The Swift X-ray Telescope Cluster Survey: data reduction and cluster catalog for the GRB fields⋆
INAF, Osservatorio Astronomico di Trieste, via G.B. Tiepolo
2 INAF, Osservatorio Astronomico di Brera, via Brera 28, 20121 Milano, Italy
3 INFN – National Institute for Nuclear Physics, via Valerio 2, 34127 Trieste, Italy
4 ESO, Karl-Schwarzchild Strasse 2, 85748 Garching, Germany
5 INAF, Osservatorio Astronomico di Brera, via Bianchi 46, 23807 Merate ( LC), Italy
Received: 14 February 2012
Accepted: 31 July 2012
Aims. We present a new sample of X-ray selected galaxy groups and clusters serendipitously observed with the X-ray Telescope (XRT) on board of the Swift satellite. Using the XRT archive as of April 2010, we searched for extended sources among 336 gamma-ray burst (GRB) fields with galactic latitude |b| > 20°. Our selection algorithm provides us with a flux-limited sample of 72 X-ray groups and clusters with a well defined selection function and an expected negligible contamination. The sky coverage of the survey goes from the total 40 deg2 to 1 deg2 at a flux limit of 10-14 erg s-1 cm-2 (0.5−2 keV). This paper provides a description of the XRT data processing, the statistical calibration of the survey, and the catalog of detected cluster candidates.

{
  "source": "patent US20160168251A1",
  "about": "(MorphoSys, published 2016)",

Methods. All the X-ray sources are detected in the Swift/XRT soft (0.5−2 keV) images with the algorithm wavdetect. A size parameter defined as the half power radius (HPR) measured inside a box of 45 × 45 arcsec, is assigned to each source. We select extended sources by applying a threshold on the HPR. Thanks to extensive simulations, we are able to calibrate the threshold value, which depends on the measured net counts inside the box and on the image background, in order to identify all the sources with a probability ≃ 99% of being extended. The net counts associated to each extended source are then computed by simple aperture photometry.
Results. We compute the log N–log S of our sample, finding very good agreement with previous deep cluster surveys. We did not find any correlation between the cluster and the GRB positions. A cross correlation with published X-ray catalogs shows that only 9 sources were already detected, none of them as extended. Therefore, ~90% of our sources are new X-ray detections. We also cross correlated our sources with optical catalogs, finding 20 previously identified clusters. Overall, about ~65% of our sources are new detections, both as X-ray sources and as clusters of galaxies.
Conclusions. The XRT follow-up observation of GRBs is providing an excellent serendipitous survey for groups and clusters of galaxies, mainly thanks to the low background of XRT and its constant angular resolution across the field of view. A significant fraction of the sample (~33%) has spectroscopic or photometric redshift thanks to a cross-correlation with public optical surveys.
Key words: galaxies: clusters: general / galaxies: high-redshift / cosmology: observations / X-rays: galaxies: clusters / surveys / catalogs
Table 2 (catalog) and Fig. 16 are available in electronic form at http://www.aanda.org
© ESO, 2012